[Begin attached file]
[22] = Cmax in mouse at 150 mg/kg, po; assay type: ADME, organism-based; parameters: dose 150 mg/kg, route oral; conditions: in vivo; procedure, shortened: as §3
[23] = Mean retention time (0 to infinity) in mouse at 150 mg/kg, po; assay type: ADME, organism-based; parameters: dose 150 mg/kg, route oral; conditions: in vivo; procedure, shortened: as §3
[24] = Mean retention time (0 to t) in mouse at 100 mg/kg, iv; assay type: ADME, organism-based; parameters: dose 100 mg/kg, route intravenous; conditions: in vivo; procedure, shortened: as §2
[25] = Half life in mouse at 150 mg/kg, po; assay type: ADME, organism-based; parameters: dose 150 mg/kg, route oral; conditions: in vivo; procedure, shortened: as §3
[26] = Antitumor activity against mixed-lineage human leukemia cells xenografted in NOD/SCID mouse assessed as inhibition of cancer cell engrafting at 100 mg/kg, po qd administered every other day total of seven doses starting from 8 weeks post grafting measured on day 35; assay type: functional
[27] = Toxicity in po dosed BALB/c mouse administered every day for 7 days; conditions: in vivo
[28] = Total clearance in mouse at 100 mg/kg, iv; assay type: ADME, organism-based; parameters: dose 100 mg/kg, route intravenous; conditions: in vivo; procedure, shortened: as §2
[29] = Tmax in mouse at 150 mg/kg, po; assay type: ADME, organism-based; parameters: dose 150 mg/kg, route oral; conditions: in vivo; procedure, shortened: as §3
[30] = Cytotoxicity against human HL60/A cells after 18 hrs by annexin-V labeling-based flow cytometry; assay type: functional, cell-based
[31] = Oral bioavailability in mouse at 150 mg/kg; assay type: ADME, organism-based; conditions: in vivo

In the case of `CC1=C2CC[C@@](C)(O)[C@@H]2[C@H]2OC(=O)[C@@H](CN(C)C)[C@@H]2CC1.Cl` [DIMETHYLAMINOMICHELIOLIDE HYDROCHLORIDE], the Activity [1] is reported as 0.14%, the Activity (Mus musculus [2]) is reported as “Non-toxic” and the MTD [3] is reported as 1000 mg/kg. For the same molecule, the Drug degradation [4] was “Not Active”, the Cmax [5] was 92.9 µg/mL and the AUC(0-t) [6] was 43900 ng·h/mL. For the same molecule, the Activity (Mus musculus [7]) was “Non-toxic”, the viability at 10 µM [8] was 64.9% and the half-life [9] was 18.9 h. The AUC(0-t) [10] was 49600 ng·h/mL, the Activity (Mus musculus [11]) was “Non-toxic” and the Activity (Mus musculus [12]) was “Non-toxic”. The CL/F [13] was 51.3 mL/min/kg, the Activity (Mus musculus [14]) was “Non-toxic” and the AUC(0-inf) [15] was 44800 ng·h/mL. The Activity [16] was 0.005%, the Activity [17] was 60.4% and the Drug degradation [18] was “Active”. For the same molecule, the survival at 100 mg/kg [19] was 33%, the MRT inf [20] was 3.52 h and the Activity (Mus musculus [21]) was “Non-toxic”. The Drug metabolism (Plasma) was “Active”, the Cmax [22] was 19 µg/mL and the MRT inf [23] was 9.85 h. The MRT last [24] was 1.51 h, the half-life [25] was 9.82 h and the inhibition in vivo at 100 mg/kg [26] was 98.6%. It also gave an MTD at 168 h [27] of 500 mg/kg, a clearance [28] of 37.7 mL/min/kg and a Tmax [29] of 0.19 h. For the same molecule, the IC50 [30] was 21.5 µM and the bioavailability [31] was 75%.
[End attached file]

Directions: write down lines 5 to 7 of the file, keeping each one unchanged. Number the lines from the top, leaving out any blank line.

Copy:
[26] = Antitumor activity against mixed-lineage human leukemia cells xenografted in NOD/SCID mouse assessed as inhibition of cancer cell engrafting at 100 mg/kg, po qd administered every other day total of seven doses starting from 8 weeks post grafting measured on day 35; assay type: functional
[27] = Toxicity in po dosed BALB/c mouse administered every day for 7 days; conditions: in vivo
[28] = Total clearance in mouse at 100 mg/kg, iv; assay type: ADME, organism-based; parameters: dose 100 mg/kg, route intravenous; conditions: in vivo; procedure, shortened: as §2